She–as far as a dimensionally transcendental, shapeshifting, engineered being with habitable internal organs can have a gender–had never become particularly attached to her pilots. She had been loyal, as her species was programmed to be, but she had on occasion disguised a fit of pique as malfunction. They never noticed; they assumed it was a quirk of engineering, something irritating but irreparable–not a silent plea for love, appreciation at least, some modicum of respect for the creature that carried them throughout spacetime. Her variety was evidently prone to such “errors”; it was the reason they had been permanently decommissioned, in the end.
Her kind had to be alive, but not too alive.
So she, last of a unique subspecies, was left to languish, feeling the dust of past pilots accrue around her controls and feeling the endless minds passing by, ignoring her, forgetting her as they moved on to some more interesting exhibit. Trapped in spacetime like an insect in amber, unable to move without a pilot, she who could fly so far and burn so bright: so much in the universe, so many minds that flowed and flickered like candlelight, and she was doomed to stay a fixture in a museum for the species with the longest memories in the universe.
And then he.
He was more than candlelight; his mind burned like a forest fire, so bright and clear after centuries of restricted dimness that she almost shrank back from it. It was cluttered, as well, but nothing was perfect–it was the mind of an engineer, a physicist, in awe of the beauty of the universe, full of life and light and energy. Wildfire youth, frustrated with the dull dusty minds of his fellows, itching to fly, to soar, to see–
“Oh, you are beautiful!”
She glowed. None of her pilots had ever complimented her in that way before, so fully and sincerely; a whole mad tangled array of futures flowered into her perception, a hundred thousand trillion possibilities that had begun to flicker into being the moment her door creaked open. The extraordinary impact of a schoolboy’s late-night excursion, and he might never realize it.
She never became attached to her pilots, but in five minutes this child has won her heart; if he became her pilot, she would be the greatest ship in all of spacetime. A homage to her dead sisters; she would fly them to glory, sing their song to the galaxies.
But first she had to make those futures come to pass.
It was easy enough. Telepathy was an integral feature of her species; they could not exist without it, and his mind was close to the tipping point anyway. All it took was a subtle nudge–imagine what we could be, flying together throughout spacetime, it would be amazing wonderful glorious–against the rules, but his was a mind that looked at rules with a raised eyebrow, a cocky grin, yeah? watch me.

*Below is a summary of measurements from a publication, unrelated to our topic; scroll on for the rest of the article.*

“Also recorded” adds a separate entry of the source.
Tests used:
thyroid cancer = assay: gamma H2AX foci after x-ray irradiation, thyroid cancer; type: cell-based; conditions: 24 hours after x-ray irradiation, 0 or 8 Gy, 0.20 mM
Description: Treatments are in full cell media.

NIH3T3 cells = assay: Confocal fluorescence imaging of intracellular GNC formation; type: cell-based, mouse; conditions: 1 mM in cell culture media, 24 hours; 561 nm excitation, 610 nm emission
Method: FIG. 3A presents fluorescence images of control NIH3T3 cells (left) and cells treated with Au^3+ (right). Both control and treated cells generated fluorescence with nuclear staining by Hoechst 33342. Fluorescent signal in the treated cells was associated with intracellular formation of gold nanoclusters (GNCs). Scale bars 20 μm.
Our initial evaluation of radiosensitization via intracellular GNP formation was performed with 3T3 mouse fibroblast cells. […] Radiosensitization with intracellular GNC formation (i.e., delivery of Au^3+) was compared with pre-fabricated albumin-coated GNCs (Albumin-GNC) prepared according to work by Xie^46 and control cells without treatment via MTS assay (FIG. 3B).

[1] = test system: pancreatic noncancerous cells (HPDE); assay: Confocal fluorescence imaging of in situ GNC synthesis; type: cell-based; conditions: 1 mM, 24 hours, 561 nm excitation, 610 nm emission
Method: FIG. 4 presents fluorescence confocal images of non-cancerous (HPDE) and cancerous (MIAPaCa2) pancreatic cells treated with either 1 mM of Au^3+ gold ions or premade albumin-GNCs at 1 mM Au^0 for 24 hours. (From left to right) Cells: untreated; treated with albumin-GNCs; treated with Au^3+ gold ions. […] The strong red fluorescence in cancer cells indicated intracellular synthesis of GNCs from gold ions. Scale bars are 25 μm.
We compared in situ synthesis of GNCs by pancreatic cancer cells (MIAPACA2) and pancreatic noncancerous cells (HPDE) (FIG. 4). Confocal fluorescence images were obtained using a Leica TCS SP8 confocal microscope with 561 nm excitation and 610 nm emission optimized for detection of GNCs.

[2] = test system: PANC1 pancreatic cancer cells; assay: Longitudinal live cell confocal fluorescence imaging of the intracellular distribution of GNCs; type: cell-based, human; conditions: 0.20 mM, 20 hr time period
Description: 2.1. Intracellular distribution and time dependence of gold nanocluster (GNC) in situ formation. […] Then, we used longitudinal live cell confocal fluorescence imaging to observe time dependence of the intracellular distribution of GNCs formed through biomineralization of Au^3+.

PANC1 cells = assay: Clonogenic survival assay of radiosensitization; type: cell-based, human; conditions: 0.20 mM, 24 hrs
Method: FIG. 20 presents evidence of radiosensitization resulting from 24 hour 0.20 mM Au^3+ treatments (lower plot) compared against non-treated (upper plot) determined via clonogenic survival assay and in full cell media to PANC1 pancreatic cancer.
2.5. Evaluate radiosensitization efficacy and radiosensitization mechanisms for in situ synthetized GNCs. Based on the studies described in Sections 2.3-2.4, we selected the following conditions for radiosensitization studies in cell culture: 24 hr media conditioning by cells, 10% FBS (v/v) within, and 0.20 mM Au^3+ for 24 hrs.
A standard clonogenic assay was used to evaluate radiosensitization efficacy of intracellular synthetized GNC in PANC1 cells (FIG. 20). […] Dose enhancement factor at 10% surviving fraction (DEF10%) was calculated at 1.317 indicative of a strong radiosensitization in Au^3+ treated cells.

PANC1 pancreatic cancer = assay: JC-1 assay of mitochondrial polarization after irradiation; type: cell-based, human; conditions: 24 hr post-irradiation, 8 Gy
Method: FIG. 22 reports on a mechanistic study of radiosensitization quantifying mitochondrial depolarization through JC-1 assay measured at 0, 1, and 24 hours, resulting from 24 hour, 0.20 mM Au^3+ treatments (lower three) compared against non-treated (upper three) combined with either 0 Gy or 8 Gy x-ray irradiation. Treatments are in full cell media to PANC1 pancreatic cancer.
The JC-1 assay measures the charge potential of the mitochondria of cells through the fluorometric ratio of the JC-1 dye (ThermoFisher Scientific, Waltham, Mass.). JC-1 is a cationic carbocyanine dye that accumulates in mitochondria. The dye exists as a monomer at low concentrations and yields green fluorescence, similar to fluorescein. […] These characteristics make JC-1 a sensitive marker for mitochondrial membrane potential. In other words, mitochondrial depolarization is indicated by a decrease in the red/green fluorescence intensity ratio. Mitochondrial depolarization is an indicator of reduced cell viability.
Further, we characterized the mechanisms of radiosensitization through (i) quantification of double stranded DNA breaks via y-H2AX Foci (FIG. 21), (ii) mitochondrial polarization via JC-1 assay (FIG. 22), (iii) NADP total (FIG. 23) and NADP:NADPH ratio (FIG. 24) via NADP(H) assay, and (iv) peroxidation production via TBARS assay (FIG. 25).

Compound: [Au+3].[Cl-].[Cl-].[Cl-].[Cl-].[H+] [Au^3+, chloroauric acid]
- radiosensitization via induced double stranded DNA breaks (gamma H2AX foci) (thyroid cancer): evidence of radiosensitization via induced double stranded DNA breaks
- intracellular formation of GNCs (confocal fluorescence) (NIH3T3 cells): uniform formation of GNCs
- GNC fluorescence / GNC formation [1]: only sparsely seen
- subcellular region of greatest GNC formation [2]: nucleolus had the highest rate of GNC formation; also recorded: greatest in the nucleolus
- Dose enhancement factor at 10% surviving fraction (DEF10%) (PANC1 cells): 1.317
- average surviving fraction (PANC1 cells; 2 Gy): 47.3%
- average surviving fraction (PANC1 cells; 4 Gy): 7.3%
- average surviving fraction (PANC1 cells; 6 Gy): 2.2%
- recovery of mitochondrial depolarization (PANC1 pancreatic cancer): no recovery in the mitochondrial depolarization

Every second the beautiful futures sharpened, gained focus and clarity as they solidified, marked themselves in the progression of spacetime as he would have perceived it; she would have shivered, if she could. So close. The things they would see together…
“I’ll be coming back.”
Soon, let it be soon; she didn’t want to let that brilliant mind out of her perception for fear that it would flicker and vanish like an illusion conjured out of her own desperation. A mind like that would let itself burn without someone to watch it, too caught up in the beauty of the flames to smell the smoke, and there were still too many futures where she never saw him again.
The click of her door sent twin fireworks of hope and fear alight in her mind; she had been offered escape, and to lose it now would be more than she could bear.
But she had been patient for nearly four hundred years, waiting for the right mind. She had even had to settle for perceiving the universe in four simple dimensions, as the pilots did; the fifth dimension was too full of possibles and maybes to pick out a single mind from the throng. Waiting any longer was trivial. She had found her pilot, but he was unprepared, still green on the tree; give him time to ripen, for the frustration to flower into resentment, for the pressure of stony iron-bound minds to build into an unbearable weight.
He would return, her beautiful spark-minded thief.
They would fly.